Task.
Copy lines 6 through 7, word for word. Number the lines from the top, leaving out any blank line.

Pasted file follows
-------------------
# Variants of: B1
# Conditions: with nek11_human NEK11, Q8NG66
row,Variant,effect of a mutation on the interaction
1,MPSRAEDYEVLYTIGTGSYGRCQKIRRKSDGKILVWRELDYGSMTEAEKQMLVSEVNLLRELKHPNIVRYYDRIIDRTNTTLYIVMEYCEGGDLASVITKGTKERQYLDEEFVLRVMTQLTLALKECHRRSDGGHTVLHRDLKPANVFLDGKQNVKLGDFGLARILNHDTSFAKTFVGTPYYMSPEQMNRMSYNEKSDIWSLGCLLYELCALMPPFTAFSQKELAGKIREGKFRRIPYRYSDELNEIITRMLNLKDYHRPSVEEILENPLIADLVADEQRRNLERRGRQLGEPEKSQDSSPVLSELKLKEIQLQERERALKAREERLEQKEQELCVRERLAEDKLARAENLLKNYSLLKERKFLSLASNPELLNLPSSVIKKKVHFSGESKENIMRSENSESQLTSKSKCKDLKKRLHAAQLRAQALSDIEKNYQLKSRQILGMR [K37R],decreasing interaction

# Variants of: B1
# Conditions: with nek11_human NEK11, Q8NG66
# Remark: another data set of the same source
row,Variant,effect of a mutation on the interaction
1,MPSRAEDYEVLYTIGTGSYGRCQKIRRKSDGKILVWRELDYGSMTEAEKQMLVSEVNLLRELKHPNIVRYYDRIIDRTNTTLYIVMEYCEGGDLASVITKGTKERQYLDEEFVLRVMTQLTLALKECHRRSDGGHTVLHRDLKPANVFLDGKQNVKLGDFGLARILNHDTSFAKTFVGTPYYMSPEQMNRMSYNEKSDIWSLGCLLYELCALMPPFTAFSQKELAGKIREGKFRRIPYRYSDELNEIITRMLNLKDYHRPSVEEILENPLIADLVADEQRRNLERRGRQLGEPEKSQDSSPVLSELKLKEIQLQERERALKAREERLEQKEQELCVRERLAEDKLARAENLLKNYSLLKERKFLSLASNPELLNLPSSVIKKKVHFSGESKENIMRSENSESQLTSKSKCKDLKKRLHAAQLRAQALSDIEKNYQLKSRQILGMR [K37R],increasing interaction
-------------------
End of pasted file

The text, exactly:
# Conditions: with nek11_human NEK11, Q8NG66
# Remark: another data set of the same source